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A closer look at the south side of the building.  It’s massive!  The walls are 3-4′ thick and reinforced with Abbott Steel.  David’s wife was Lucy Abbott Cate of the Abbott Steel Company who built the turret on the Monitor and the steel trusses and compression ring on the US Capitol rotunda.  They held patents on fireproof steel–which wouldn’t warp when heated.  They knew their stuff.

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This is the north side of the building with the curved entrance.  It enters a foyer with the dining/kitchen on the left and living room on the right.  A tea house was later added right behind the tree in the center of this photograph.  The square tower housed guest bedrooms, a gunroom above, a cistern above which gravity fed the entire house.  On top was an observation level where the NYC skyline could be seen, but only when crawling up a narrow catwalk out over the corbelled rim–seen here left center.

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This is the same view today–the entire wing is gone.  A faint roof line can be seen on the square tower.  The newspaper accounts of the time attribute this destruction to a paint factory fire in 1944. But I question this account.

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Here is the living room ca. 1930.

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An identical perspective in 2010……

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…..and today.  Vandals have moved in and have simply trashed the place.  Every window, gone.

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The alcove in the living room.

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A 2010 photo of the hinge details…..

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…..today the doors have been ripped out and stripped of their hardware–here half a hinge survived for some unknown reason.

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2010

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Today, the toilet and tub fixtures are gone.  Who would steal a 1960s turquoise toilet?

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Attic 2010…..liveable.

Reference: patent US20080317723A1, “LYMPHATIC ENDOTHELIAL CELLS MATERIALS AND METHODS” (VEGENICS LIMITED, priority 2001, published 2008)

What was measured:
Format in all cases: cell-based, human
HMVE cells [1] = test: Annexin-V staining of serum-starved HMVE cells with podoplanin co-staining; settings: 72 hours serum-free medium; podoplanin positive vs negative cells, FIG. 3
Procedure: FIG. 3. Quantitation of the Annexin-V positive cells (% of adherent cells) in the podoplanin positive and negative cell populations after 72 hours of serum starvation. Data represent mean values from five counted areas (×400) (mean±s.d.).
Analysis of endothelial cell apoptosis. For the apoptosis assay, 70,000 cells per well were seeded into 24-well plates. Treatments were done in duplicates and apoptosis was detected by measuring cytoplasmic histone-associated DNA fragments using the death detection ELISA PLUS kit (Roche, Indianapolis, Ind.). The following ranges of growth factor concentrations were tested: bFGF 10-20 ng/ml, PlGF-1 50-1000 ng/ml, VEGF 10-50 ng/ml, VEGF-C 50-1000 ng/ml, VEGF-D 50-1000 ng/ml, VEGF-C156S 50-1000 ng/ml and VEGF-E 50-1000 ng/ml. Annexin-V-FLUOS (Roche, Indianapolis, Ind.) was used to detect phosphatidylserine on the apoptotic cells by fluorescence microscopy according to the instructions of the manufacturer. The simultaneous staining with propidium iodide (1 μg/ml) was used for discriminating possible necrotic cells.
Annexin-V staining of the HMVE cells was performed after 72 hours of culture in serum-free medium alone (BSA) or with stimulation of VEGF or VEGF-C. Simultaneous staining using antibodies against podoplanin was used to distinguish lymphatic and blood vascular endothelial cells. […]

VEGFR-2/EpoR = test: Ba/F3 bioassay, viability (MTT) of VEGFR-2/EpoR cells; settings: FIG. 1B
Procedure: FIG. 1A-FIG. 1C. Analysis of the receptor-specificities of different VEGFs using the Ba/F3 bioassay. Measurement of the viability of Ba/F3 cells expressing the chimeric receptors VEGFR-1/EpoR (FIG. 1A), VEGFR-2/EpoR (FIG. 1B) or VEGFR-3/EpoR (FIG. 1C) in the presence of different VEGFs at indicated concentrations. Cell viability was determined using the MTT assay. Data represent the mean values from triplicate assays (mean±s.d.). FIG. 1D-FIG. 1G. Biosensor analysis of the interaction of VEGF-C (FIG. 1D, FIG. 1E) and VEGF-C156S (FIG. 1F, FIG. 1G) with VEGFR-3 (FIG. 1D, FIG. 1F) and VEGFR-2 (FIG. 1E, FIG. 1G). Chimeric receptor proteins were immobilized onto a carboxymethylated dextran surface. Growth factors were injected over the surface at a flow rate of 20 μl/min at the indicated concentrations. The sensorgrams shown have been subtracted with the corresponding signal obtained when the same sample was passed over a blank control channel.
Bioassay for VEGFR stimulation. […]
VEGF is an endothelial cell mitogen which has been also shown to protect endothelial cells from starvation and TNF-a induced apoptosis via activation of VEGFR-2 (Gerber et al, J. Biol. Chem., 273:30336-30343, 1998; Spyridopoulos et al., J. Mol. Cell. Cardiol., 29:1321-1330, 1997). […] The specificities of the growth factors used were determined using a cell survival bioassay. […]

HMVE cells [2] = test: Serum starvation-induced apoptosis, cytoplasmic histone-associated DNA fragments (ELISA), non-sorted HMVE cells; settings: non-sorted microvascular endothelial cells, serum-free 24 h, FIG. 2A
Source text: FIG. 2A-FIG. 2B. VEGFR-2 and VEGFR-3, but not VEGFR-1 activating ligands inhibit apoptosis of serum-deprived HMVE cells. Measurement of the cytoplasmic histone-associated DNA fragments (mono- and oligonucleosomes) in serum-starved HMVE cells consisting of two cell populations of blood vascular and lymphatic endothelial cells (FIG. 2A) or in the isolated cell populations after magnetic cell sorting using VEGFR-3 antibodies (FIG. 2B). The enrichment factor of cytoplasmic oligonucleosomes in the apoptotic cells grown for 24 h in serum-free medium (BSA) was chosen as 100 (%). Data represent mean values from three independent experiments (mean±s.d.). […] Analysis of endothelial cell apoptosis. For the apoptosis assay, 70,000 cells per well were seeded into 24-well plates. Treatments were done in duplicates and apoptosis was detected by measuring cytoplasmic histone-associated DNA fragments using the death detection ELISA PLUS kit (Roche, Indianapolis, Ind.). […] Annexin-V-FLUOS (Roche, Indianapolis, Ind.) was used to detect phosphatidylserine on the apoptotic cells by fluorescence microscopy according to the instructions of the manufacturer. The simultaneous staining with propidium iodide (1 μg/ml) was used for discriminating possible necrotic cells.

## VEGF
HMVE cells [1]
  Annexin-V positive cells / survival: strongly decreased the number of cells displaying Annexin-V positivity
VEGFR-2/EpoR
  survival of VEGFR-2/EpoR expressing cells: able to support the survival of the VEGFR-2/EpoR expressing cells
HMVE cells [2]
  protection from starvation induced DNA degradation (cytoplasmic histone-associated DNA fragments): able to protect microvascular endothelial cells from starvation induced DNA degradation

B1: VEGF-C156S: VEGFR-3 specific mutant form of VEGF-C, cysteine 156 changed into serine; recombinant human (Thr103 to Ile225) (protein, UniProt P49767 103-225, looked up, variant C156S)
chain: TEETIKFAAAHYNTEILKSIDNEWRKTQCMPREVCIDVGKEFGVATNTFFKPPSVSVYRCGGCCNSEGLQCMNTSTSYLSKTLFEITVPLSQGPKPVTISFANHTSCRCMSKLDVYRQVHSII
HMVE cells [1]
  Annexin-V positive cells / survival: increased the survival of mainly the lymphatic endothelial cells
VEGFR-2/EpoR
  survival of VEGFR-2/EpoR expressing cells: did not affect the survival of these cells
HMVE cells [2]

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2016–the far left panel chopped through the roof.

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And on it goes.  The future leaders of our country.  Or more likely, the welfare kings & queens?

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I think this was a kitchen.

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This was a habitable living space only 6 years ago.

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The entry.

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The gun-room–intact in 2010 has been stripped of doors and some of the intricately carved panels were crow-barred off the walls.

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One parting photograph as I leave.  Every window in the house is gone, every door removed, every appliance tipped and smashed.  I walked on 2″ glass everywhere.  In 2010 I gathered the local/county/state park folks together to try and preserve this property to no avail.  Now 6 years later, it’s worse.  I’m still trying to interest local governments in a park on these 52+ acres.  I’ve also contacted the present day Abercrombie & Fitch–given their track record contrary to the original A & F mission–to  kick in a few shillings–don’t you think?

Oh…..the missing wing of this building.  In 1960 a physicist bought this estate and cleaned it up–a life-time mission of raising his two daughters here.  He was a student of, and understudy to, Norman Ramsey, who won the Nobel Prize in physics for……the Manhattan Project.   Now, it’s just a hunch, but could that forceful blast in 1944 on a secluded 52 acre estate, within a stone’s throw of Manhattan, that took out one wing of Abbott Steel, been related to the Manhattan Project?    Stay tuned!

On to Washington

May 8th, 2016

Blue Ridge Parkway

Instead of following the whole Blue Ridge Parkway, which rattled out my trailer, I decide to take the parallel roads and visit many of the small towns north of Boone, North Carolina–which also rattled out my trailer.

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My first stop north of Boone was just outside of Lexington, VA where I found the Lee Hi Campground and which made a three-way tie for the worst campground on my (so far) 8 1/2 month odyssey: Graceland TN and Ridge Crest NM.  But it was the only “RV” park in the area so I hunkered down in the rain with about 150 semi-trucks that idled their engines all night.  Only water and electricity available and all for $50 bucks!  It was an early departure the next morning for Ranger Doug who likes the open plains.

To give Lexington credit, it is full of beautiful old brick buildings (brick foundry here), the home of Stonewall Jackson, the Virginia Military Academy and the film site for “Brother Rat” starring Ronald Reagan.  On the main street, in a small alcove, was an old piano which I sat down to play, totally fracturing my old Chopin Gm Ballade.  Immediately a Russian visitor came up, sat down and fractured the C#m Prelude by Rachmaninoff.  Afterward, we had a fractured conversation in Russian…..  This is America!

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Half hour’s drive north of Lexington is Staunton, VA which was equally charming.  I stayed at the Shenandoah RV Park which was very well run–they even sent me a personal email thanking me for staying and asked for suggestions.   Lee Hi RV didn’t do that…..   Staunton, the birthplace of Woodrow Wilson, was also voted the “Best Small Town in America” a few years ago.  This camp-spot above is really in Shenandoah National Park at the Big Meadows Campground, but I had to mention Saunton.